Regarding motor imagery, an increment of power was noticed, not only in average for the MI vs. rest periods, but also in comparison to an alternative mental task during movement (reverse count) in the case of the high frequency IMFs. The power for the IMFs associated with these IMFs showed a different pattern only for the MI events, while showing a similar one for the rest periods. This is consistent with the literature on gamma power increment during motion (Seeber et al., 2014). This behavior could be explained by the attention focus to gait during these periods (Costa-García et al., 2019), which could be useful for the future development of a BMI based on high frequency rhythms assessing the attention to gait. On the other hand, lower frequency IMFs showed a more inconsistent behavior during MI tasks. This can be explained by the nature of EMD, as low frequency IMFs are more susceptible to over-training problems. In addition, in the case of a real-time application, shorter windows of computation could make it more difficult to obtain a consistent result using these IMFs due to possible border effects. This advise against the use of high order IMFs (low frequency ones), at least for BMI control, even as the residual captures the low frequency oscillations of the EEG channel in a precise way (see Figure 3). Furthermore, the statistical analysis revealed that the results were dependant on the subject. However, given a determined subject and IMF, they have a similar behavior for the nine electrodes considered. Nevertheless, the high deviation of the ΔP(%) per individual electrode makes its use in a single trial difficult, without averaging the nine electrodes through the trials.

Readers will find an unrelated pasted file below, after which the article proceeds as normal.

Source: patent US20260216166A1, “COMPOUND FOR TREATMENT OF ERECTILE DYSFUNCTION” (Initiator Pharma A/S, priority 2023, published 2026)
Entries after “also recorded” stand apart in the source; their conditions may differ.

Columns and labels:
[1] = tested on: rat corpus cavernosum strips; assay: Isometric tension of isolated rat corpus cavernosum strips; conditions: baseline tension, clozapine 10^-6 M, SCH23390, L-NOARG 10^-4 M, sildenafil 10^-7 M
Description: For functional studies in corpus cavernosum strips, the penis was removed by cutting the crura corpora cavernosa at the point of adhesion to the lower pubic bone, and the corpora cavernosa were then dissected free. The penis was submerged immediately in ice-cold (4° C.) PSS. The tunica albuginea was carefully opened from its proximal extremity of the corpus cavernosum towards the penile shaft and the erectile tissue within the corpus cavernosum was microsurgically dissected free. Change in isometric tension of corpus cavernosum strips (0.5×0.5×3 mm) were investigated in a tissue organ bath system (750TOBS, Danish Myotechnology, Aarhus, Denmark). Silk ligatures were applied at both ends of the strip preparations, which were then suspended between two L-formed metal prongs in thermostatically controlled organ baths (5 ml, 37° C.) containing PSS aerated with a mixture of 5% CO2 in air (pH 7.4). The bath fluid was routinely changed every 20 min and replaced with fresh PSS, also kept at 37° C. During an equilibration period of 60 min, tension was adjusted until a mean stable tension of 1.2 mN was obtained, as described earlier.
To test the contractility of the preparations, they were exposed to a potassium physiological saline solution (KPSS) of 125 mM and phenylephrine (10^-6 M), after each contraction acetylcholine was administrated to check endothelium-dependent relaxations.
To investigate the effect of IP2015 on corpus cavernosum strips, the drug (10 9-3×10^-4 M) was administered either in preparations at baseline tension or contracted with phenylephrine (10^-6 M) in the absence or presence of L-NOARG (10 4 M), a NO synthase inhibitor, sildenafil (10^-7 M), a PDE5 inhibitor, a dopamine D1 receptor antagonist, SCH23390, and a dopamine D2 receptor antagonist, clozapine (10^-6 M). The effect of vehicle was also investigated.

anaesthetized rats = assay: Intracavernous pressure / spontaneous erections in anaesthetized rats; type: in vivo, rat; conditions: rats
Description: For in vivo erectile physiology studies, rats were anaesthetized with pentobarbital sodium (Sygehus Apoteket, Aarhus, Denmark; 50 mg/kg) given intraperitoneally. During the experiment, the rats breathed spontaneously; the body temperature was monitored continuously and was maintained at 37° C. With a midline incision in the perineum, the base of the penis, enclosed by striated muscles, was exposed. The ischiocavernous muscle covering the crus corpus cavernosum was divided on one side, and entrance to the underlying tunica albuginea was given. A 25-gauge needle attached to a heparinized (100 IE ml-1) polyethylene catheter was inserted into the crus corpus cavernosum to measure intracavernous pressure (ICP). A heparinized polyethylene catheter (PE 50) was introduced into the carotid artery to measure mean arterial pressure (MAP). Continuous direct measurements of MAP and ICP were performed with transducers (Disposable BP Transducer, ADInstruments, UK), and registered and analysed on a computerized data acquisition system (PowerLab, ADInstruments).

Regarding motor intention, the analysis revealed important facts. As Figure 6 shows, motor intention analyzed by the IMF associated with alpha band followed a pattern similar to the one explained by the ERD/ERS (Pfurtscheller et al., 2006; Jeon et al., 2011) in a single trial. The effect was more noticeable than when using a frequency filter. However, it requires a processing window of at least 4 s, which could compromise the BMI response in real time, as processing would delay the command and increase the computational times. In addition, the magnitude of the peaks was variable, which makes computing them in a significant stable base, or to estimate a statistical trend to be used in a BMI algorithm, difficult, even as statistically the maximum peak is usually achieved during the first 5 s before the actual start of movement.